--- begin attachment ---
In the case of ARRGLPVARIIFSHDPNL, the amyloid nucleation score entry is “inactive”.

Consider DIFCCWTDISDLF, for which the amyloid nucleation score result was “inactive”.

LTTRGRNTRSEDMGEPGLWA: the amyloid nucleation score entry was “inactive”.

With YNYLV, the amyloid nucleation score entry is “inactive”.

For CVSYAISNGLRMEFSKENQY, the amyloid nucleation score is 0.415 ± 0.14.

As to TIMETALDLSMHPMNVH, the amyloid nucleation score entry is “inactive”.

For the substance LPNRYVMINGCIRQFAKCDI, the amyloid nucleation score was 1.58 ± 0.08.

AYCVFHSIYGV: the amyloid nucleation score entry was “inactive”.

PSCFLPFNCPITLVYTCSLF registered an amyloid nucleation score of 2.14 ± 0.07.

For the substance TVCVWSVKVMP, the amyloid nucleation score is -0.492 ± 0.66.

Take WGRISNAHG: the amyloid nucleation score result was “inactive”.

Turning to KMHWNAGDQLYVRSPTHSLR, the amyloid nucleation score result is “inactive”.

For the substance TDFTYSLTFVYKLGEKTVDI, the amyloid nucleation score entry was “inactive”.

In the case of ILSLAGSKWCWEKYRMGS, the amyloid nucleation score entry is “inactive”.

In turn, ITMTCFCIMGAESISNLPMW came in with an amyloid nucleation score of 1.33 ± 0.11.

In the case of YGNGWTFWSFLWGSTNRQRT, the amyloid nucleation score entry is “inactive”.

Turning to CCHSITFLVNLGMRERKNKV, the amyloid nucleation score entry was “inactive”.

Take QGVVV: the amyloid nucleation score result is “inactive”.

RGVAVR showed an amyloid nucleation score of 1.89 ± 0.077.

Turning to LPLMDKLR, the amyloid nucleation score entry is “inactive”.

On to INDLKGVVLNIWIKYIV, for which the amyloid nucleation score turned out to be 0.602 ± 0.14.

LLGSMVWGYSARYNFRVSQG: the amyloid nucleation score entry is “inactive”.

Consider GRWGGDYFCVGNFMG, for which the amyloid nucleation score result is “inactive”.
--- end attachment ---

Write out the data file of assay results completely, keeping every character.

In the case of ARRGLPVARIIFSHDPNL, the amyloid nucleation score entry is “inactive”.

Consider DIFCCWTDISDLF, for which the amyloid nucleation score result was “inactive”.

LTTRGRNTRSEDMGEPGLWA: the amyloid nucleation score entry was “inactive”.

With YNYLV, the amyloid nucleation score entry is “inactive”.

For CVSYAISNGLRMEFSKENQY, the amyloid nucleation score is 0.415 ± 0.14.

As to TIMETALDLSMHPMNVH, the amyloid nucleation score entry is “inactive”.

For the substance LPNRYVMINGCIRQFAKCDI, the amyloid nucleation score was 1.58 ± 0.08.

AYCVFHSIYGV: the amyloid nucleation score entry was “inactive”.

PSCFLPFNCPITLVYTCSLF registered an amyloid nucleation score of 2.14 ± 0.07.

For the substance TVCVWSVKVMP, the amyloid nucleation score is -0.492 ± 0.66.

Take WGRISNAHG: the amyloid nucleation score result was “inactive”.

Turning to KMHWNAGDQLYVRSPTHSLR, the amyloid nucleation score result is “inactive”.

For the substance TDFTYSLTFVYKLGEKTVDI, the amyloid nucleation score entry was “inactive”.

In the case of ILSLAGSKWCWEKYRMGS, the amyloid nucleation score entry is “inactive”.

In turn, ITMTCFCIMGAESISNLPMW came in with an amyloid nucleation score of 1.33 ± 0.11.

In the case of YGNGWTFWSFLWGSTNRQRT, the amyloid nucleation score entry is “inactive”.

Turning to CCHSITFLVNLGMRERKNKV, the amyloid nucleation score entry was “inactive”.

Take QGVVV: the amyloid nucleation score result is “inactive”.

RGVAVR showed an amyloid nucleation score of 1.89 ± 0.077.

Turning to LPLMDKLR, the amyloid nucleation score entry is “inactive”.

On to INDLKGVVLNIWIKYIV, for which the amyloid nucleation score turned out to be 0.602 ± 0.14.

LLGSMVWGYSARYNFRVSQG: the amyloid nucleation score entry is “inactive”.

Consider GRWGGDYFCVGNFMG, for which the amyloid nucleation score result is “inactive”.